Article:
Marine Sgt. Lawrence Hutchins says he has returned to his old job as a marksmanship instructor at Camp Pendleton after his murder conviction in a major Iraq war crime case was overturned. (Chris Carlson / AP)
- Filed Under
Marine Sgt. Lawrence Hutchins speaks Friday as he holds his daughter, Kylie, 8, at his home in Oceanside, Calif. (Chris Carlson / AP)
OCEANSIDE, CALIF. — Marine Sgt. Lawrence Hutchins called his wife as soon as he learned the military's highest court had ordered his immediate release after overturning his murder conviction in a major Iraq war crime.
Reyna Hutchins' response was one of genuine disbelief: "Is it for real? Are we sure this time?" she asked.
The 29-year-old Marine couldn't answer. He still doesn't know himself whether he truly is a free man.
Hutchins has had his conviction overturned twice in the past three years by military courts after rulings that there were errors in the handling of his case.
The latest ruling was made on June 26 when the Court of Appeals for the Armed Forces found Navy interrogators violated his rights by holding him in solitary confinement for seven days after he was accused of murder in the death of a retired Iraqi policeman in the village of Hamdania in 2006.
Hutchins spoke to reporters Friday for the first time since his release last month.
Under the military justice system, the Navy can still order his case to be retried or it can appeal to the Supreme Court to intervene. It is expected to announce its decision over the next few months.
In the meantime, Hutchins must remain in the Marine Corps, even though he wants out. He has been assigned his old job at Camp Pendleton as a marksmanship instructor.
He said his release after 7 1/2 years in the brig has been "surreal," and he has felt anxious at times. He tells people he's been on a long deployment.
So he is free but not free. He wants to move forward but is still anchored by his past. He says he loves his Marine brotherhood but not the institution. And he says, he may never, emotionally speaking, be entirely free.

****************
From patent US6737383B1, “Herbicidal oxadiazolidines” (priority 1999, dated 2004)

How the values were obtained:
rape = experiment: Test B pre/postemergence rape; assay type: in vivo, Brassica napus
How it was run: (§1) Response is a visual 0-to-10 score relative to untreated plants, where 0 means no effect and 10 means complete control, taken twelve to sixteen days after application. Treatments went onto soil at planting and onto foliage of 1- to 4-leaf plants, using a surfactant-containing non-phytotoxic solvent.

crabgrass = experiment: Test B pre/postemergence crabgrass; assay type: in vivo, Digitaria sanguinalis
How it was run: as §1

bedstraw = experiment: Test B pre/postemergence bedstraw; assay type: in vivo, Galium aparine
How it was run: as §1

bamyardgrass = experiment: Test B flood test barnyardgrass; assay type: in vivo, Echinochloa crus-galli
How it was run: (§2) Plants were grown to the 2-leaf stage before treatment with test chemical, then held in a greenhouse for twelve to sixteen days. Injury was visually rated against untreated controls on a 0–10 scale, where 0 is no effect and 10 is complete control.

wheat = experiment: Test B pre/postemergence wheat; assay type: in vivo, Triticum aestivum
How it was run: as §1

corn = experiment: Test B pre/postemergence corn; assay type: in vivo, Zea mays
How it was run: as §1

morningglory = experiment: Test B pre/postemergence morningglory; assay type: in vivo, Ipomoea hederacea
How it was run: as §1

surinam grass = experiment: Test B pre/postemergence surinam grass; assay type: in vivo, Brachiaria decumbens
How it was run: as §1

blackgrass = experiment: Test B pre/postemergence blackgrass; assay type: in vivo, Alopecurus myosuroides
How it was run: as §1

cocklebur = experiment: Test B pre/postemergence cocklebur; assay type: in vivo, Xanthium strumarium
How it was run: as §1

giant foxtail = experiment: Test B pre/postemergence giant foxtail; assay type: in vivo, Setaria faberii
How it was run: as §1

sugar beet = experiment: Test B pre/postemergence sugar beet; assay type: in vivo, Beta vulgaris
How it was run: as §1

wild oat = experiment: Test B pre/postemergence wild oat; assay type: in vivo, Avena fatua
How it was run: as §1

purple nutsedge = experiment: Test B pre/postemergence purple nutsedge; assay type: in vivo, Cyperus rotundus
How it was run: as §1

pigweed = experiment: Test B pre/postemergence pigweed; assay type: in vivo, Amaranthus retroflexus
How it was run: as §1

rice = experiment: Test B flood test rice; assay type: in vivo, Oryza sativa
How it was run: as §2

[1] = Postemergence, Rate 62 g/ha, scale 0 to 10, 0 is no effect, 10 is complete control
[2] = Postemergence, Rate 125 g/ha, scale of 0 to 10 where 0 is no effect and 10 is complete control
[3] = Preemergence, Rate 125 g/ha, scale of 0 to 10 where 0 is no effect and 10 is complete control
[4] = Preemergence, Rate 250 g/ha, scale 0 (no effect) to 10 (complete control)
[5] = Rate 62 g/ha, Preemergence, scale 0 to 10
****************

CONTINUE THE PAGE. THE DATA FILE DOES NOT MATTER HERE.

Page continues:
"This man's death will stay with me for the rest of my life," he said.
Hutchins lost his 20s to the war — first in fighting it and then in serving more than half of an 11-year sentence in the brig.
The son and grandson of Marines, Hutchins, of Plymouth , Mass., enlisted at the age of 21, right after 9/11.
He led an eight-man squad accused of kidnapping retired Iraqi policeman Hashim Ibrahim Awad from his home in April 2006, marching him to a ditch and shooting him to death in Hamdania, a small village in Al Anbar province.
Hutchins has said he thought the man — who turned out to be a retired policeman — was an insurgent leader. Prosecutors accused the squad of planting a shovel and AK-47 to make it appear he was an insurgent.
The six other Marines and a Navy corpsman in his squad served less than 18 months locked up.
While Hutchins is not allowed to discuss that fateful day while it remains in legal limbo, he said it was among many horrible days.
"I was in war for 4 1/2 months," he said. "Before this happened, we had been in firefights almost every day. I tried to help an Iraqi individual who had a bullet go through his throat as his wife sat next to him. Before the Iraqi policeman was killed, there had been IEDs going off in the area."
He added that "all these things weigh on my conscience."
A lower court overturned his conviction three years ago, ruling his trial in 2007 was unfair because his lead defense lawyer quit shortly before it began. But the military's highest court at that time overruled that decision, saying the problem was not grave enough to throw out the conviction. Hutchins was returned to the brig after eight months working at a desk job at Camp Pendleton.
The day he went back into custody, his wife found out she was pregnant with their second child, a boy. His daughter is 8. His parents are losing his childhood home over his $120,000 legal bill, he said.
"It's been 7 1/2 years," he said. "I've missed my son's birth, my family's birthdays, Christmases. These things I won't get back."
He is spending as much time as possible with them now, not knowing his future.